C.R. woman shares memories of growing up in Hitler's Germany
Review: ‘Christmas Trees Lit the Sky'
Growing up in 1930s Germany, Anneliese Heider took a bath once a week with water heated by burning wood, helped her mother in an extensive garden, snuggled under a feather-stuffed tick in a cold bedroom and was overjoyed when her father took the family to a circus.
All-in-all, her youth in Munich wasn’t much different than that of an Iowa girl growing up through The Great Depression.
Then along came Adolph Hitler. By the time Anneliese turned 10, in 1938, she was forced to wear a uniform for Hitler’s Young Girls League meetings. She had to proclaim “Heil Hitler” at the start of her school day. She worried that uttering her thoughts aloud could get her or her family killed.
So began nearly a decade of fear and uncertainty, war and destruction, life and death as told in “Christmas Trees Lit the Sky,” Anneliese Heider Tisdale’s memoir of growing up smack dab in the middle of World War II.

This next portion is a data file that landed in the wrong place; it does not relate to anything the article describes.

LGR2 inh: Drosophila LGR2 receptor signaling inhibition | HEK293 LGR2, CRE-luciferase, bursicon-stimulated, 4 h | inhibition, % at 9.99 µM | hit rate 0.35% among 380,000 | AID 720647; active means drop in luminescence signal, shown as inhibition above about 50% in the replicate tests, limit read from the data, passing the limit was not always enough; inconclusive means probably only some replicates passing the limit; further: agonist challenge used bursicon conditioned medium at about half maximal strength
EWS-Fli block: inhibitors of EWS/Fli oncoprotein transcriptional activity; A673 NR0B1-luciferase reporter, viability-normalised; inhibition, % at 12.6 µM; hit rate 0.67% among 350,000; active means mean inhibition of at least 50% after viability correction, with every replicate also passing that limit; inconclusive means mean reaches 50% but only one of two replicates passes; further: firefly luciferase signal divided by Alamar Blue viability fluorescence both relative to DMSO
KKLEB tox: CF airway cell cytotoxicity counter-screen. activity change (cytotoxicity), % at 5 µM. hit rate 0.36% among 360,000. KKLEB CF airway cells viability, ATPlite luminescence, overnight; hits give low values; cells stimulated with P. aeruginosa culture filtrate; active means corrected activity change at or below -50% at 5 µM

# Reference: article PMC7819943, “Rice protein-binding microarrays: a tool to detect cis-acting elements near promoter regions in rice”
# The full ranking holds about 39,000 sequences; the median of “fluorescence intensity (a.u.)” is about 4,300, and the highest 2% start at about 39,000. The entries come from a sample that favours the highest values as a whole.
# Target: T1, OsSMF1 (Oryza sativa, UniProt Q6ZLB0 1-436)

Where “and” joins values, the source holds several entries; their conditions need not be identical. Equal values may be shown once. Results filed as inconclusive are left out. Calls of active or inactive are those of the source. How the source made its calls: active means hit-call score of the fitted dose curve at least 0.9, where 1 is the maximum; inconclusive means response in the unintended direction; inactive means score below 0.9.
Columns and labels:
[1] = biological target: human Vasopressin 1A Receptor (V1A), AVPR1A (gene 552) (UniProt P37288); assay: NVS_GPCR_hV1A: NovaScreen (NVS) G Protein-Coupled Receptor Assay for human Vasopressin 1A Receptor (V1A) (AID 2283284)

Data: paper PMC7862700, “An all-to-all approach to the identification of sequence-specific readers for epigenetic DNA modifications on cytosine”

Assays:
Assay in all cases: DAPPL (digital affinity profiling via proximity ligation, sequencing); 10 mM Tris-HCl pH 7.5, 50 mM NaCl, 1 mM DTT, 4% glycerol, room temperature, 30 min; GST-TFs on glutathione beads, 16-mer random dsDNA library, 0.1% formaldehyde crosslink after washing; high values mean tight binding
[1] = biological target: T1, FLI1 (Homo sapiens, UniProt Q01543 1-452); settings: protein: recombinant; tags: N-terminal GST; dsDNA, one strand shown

The Cedar Rapids woman, who came to Iowa in 1947 to marry an American GI, begins her story with the impending liberation of Germany, then flashes back to follow her life in chronological order. As a result, the early pace may seem slow for readers expecting the drama of war, but it rewards those who are patient with details of Depression-era Germany and then explodes with the first Allied bombing runs over Munich.
That’s where the title derives – red and green flares used to illuminate the sky for the bombers remind Anneliese of the candle-lit Christmas Trees of the time.
“Christmas Trees Lit the Sky” (Authorhouse, $27.99 in hardback, $16.95 in soft cover, $3.99 e-book), which is flavored with plenty of old German recipes, provides an enlightening, and sometimes enchanting, window into a world most Americans have never experienced.
- What: Anneliese Heider Tisdale reads from “Christmas Trees Lit the Sky”
- Where: New Bo Books, 1105 Third Street SE, Cedar Rapids
- When: 3:30 p.m. Saturday
- Admission: Free
- Click "play" to listen to Heider read a two-minute except from her book, "Christmas Trees Lit the Sky"